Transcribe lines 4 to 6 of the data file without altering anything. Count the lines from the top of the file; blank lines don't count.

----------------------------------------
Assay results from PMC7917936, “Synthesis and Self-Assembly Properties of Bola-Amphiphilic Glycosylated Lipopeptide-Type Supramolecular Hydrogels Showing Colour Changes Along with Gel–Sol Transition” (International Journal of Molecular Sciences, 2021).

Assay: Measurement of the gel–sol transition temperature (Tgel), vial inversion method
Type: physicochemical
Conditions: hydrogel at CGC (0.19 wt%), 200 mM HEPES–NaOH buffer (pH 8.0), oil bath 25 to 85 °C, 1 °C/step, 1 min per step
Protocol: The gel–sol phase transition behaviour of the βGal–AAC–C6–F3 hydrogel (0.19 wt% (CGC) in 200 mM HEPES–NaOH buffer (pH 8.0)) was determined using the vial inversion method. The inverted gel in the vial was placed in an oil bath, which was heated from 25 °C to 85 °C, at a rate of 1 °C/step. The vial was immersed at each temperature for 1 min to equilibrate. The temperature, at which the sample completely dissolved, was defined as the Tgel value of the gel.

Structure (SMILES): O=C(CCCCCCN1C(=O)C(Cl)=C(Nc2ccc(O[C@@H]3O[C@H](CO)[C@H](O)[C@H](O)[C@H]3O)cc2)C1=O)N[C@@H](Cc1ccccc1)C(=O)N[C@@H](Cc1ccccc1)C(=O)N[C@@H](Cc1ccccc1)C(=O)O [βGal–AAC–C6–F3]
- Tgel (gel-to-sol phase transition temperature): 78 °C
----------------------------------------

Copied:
Conditions: hydrogel at CGC (0.19 wt%), 200 mM HEPES–NaOH buffer (pH 8.0), oil bath 25 to 85 °C, 1 °C/step, 1 min per step
Protocol: The gel–sol phase transition behaviour of the βGal–AAC–C6–F3 hydrogel (0.19 wt% (CGC) in 200 mM HEPES–NaOH buffer (pH 8.0)) was determined using the vial inversion method. The inverted gel in the vial was placed in an oil bath, which was heated from 25 °C to 85 °C, at a rate of 1 °C/step. The vial was immersed at each temperature for 1 min to equilibrate. The temperature, at which the sample completely dissolved, was defined as the Tgel value of the gel.

Structure (SMILES): O=C(CCCCCCN1C(=O)C(Cl)=C(Nc2ccc(O[C@@H]3O[C@H](CO)[C@H](O)[C@H](O)[C@H]3O)cc2)C1=O)N[C@@H](Cc1ccccc1)C(=O)N[C@@H](Cc1ccccc1)C(=O)N[C@@H](Cc1ccccc1)C(=O)O [βGal–AAC–C6–F3]